We bow our heads and utter words not to the cicada speaking through a spring night or the beetle crawling slowly across the leaf searching for the edge. We bid the crow silent, the cat mewling his hunger and lust to crawl under a porch awaiting morning, the child to sleep. The stream flows slowly by, carrying a blade of grass and the early fallen leaf.
Fourth floor, Antwerp Hilton, night encasing the Schelde, ragout of boar and claret slowly regurgitating, I pause ancient words, stutteringly said, hand on my head a shoddy cover two parts of eight fully remembered one section only in part, turning East or a best guess. I ask nothing, or perhaps too much it is hard to know, CNN International offers no clue, no guidance, head bowed, knees bent the carpet has a burn hole, Ani, I am, I do hear I always hear, now rest and share my peace.
First Appeared in Oasis: A Literary Magazine, Vol. 6, No. 2, October-December 1997.
The old man peers at the yellowing book
then places it on the arm of the chair.
He gives the walker a sad, angry look,
and still struggling, looks up in mocking prayer.
Clutching the book, he limps to the table
and sinks onto the chair, risking a fall
that could reshatter his hip. Unable
to hear, he shouts to his wife, down the hall,
who brings the hearing aid and his glasses.
His eyes glow as the ancient words bring fire
to his voice, arms dance as though his class is
full of young minds that are his to inspire.
He settles into the chair, bent by age
and curses his body, now more a cage.
First published in The Right to Depart, Plain View Press (2008)
She could barely move her head the cancer climbed her spine reaching upward, clutching vertebrae reaching out, tendrils grasping tearing fragile organs. She would cry, but that would be an admission of defeat, a welcome to death.
I cried out for her, entreated our God for compassion that she might stand by her sons when they uttered the ancient words, by her daughter, adjusting the white lace veil, but he would not answer, drawn into catatonia, seeing severed limbs of children littering the streets of Sarajevo.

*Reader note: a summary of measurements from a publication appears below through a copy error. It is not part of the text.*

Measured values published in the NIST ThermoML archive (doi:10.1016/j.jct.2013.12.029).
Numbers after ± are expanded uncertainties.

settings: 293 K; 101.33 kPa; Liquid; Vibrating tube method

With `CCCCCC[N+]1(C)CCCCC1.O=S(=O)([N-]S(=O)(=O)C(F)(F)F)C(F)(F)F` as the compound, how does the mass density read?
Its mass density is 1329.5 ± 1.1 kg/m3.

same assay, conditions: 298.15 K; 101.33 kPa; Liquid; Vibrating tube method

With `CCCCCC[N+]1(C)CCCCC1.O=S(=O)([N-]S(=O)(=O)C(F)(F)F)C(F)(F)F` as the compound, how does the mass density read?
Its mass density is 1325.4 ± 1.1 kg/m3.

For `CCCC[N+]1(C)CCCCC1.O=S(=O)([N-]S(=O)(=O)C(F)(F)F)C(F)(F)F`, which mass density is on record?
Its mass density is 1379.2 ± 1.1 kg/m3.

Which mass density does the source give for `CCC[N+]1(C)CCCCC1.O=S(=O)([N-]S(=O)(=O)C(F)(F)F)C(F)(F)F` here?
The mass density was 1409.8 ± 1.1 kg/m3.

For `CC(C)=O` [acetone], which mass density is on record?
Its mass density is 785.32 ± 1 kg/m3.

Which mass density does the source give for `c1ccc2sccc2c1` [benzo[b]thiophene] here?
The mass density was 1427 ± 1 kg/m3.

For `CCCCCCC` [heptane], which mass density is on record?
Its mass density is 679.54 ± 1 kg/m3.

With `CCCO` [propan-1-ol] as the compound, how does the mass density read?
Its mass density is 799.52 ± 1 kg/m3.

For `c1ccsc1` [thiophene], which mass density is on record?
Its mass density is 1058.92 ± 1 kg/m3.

She clings tenuously to life as I cling tenuously to faith.
First appeared in Community of Poets Magazine Vol. 21,, 1999 and later in Legal Studies Forum 30:1-2, 2006
We bow our heads and utter words not to the cicada speaking through a spring night or the beetle crawling slowly across the leaf searching for the edge. We bid the crow silent, the cat mewling his hunger, just to crawl under a porch awaiting morning, the child to sleep. The stream flows slowly by, carrying a blade of grass and the early fallen leaf.
The night is that bitter cold that slices easily through nylon and Polartec, makes child’s play of fleece and denim. The small rooms glow in the dim radiance of propane lights and heaters as the silver is carefully packed away in plastic tool boxes. The pinyon wood is neatly stacked in forty pyres, some little taller than the white children clinging to their parents’ legs, some reaching twenty-five feet, frozen sentinels against the star gorged sky. The fires are slowly lighted from the top, the green wood slowly creeps to flame as its sap drips fire until the pile is consumed. Half frozen we step away from the sudden oven heat. The smoke climbs obliterating the stars as the procession snakes from the small, adobe church, the men at its head firing rifles into the scowling smoke cloud. A sheet is draped over the four poles a chupah over the statue of the Virgin Mother remarried to her people. She weaves through the crowd, gringos, Indians, looking always upward, beyond the smoke the clouds against which it nestles, beyond all, for another faint glimpse of her Son.
We have decided to skip the viewing to say our farewells in thought without needing to see her face frozen in the morticians best attempt at placidity, erasing the anger, the fear, the frustration, the pain that made leaving easier for her than remaining. We will say the prayers, most of them, she with fervent hope that they are heard, I as a member of the chorus. Some will invoke both the father and son and spirits will be moved, and I will reflect, will listen politely and hope the universe is receptive to one who is now in transit.
Today’s prayer shall be recited in silence total, not even the breath indicating a longing for action. Nor will it invoke a holy spirit without us for it is we we must inveigh to attain the desired actions for which we seek holy intervention, casting off free will, an accreting poor decisions, a goat where where seek scape and atonement for the sins of all the others. Today’s prayer shall not be recited at all, but it is this prayer in which we find absolution.
Autumn came on hard today the drop in temperature not unexpected in these climes, but still unwanted, forcing the closing of windows. Still, as the afternoon faded, I shouted toward the window a reminder not to go gently into night to fight the soon approaching dark. The squirrel on the lawn outside the window stood, forepaws held together as if deep in prayer and stared back at me, seemingly incredulous, so I loudly repeated my entreaty. He shook both head and tail, then said, “For God’s sake man, if you want to be the next Dylan Thomas have several more drinks, and please next time try and get the lines right!” He turned and headed up the old maple.